See the Cox verdict and argument. Twitch has just acted to nuke a massive amount of streams based entirely on DMCA allegation. Either this is their policy - in which case to retain safe harbor they must continue to adhere to that policy...
    ...or it's not their policy in which case, as Geigner points out, they may lose safe harbor over violating their own policy.

    THIS is the real whammy they just invited . I'm not sure to what extent Rightscorp is still operational but the very second Twitch pulled this stunt a thousand copyright trolls just came in their pants. ¯_(ツ)_/¯

    "Doesn't it? A quick search suggests that in 2019 they had 73% of the market, and the nearest competitor in the breakdown I had a glance at no longer exists (Mixer)."

    No, that only shows a heavy market share. Google and to some degree FB have an entire ecosystem around their google accounts making it very convenient to use that one login to access your personalized version of google play, youtube, gmail, maps, etc etc. There's a soft incentive to use google for all your needs because it's so damn convenient. For the hard lock-in of course, see Oracle.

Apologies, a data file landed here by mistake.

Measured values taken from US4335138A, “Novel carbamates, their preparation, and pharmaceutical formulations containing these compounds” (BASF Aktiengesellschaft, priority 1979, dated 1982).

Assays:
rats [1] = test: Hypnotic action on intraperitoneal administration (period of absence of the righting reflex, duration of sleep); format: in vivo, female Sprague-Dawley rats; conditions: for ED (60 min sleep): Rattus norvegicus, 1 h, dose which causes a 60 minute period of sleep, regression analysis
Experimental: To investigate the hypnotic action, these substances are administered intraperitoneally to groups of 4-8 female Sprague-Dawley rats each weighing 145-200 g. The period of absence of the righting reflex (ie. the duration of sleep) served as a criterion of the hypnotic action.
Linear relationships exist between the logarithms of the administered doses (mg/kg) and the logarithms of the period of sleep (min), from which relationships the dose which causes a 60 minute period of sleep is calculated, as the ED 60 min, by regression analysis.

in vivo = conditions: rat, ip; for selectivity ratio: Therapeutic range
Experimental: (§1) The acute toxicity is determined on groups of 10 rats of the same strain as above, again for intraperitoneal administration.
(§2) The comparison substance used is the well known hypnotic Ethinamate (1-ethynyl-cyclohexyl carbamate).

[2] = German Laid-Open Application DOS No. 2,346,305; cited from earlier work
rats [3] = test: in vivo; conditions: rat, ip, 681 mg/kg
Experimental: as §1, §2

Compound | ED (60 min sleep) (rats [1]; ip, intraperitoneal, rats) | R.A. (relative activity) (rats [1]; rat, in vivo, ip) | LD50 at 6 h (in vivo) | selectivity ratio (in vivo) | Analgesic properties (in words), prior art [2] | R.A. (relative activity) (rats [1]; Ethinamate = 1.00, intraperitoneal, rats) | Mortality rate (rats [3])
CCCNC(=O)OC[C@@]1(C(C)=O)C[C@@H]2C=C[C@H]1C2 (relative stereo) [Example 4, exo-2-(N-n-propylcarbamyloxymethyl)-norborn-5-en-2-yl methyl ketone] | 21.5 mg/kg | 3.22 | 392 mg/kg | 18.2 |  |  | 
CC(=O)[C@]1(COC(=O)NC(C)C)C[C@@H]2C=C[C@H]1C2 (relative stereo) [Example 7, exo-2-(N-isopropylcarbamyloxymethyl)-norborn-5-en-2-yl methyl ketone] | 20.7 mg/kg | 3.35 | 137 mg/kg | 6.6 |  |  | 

"Erm, I'm not sure exactly what you're referring to here in context, but you do know who owns Twitch, right?"

    I refer to the part of the business Twitch may just have sunk being, in fact, the main part of their business. Amazon's AWS has grown to the point where the online retail might almost just be the brand logo and a lot of inconvenient labor union hassles as far as Bezos is concerned. Twitch doesn't have a secondary revenue source to fall back on to make up for the primary one potentially running right into the ground.

    "It makes more sense to play ball and hopefully end up in a position where they continue..."

    But that's just the point. Everyone who played ball with those wolves ended up increasingly pressured or gone. It's become pretty damn clear that if you give the copyright cult a minute of your time they will spend that minute to trying to punch you. If you turn the other cheek they hit you again, or kick you in the nuts.

    Twitch, as a platform which allows self-publishing, is one of those things the incumbent giants want gone, for good. And that's been made so clear by now that it's almost impossible for anyone running an online service today to be unaware of it.

    The only way to rationalize this would be if Twitch's XO's know they've got other jobs lined up so what happens a year from now is someone else's business as long as they can fend the rabid wolf off for that long.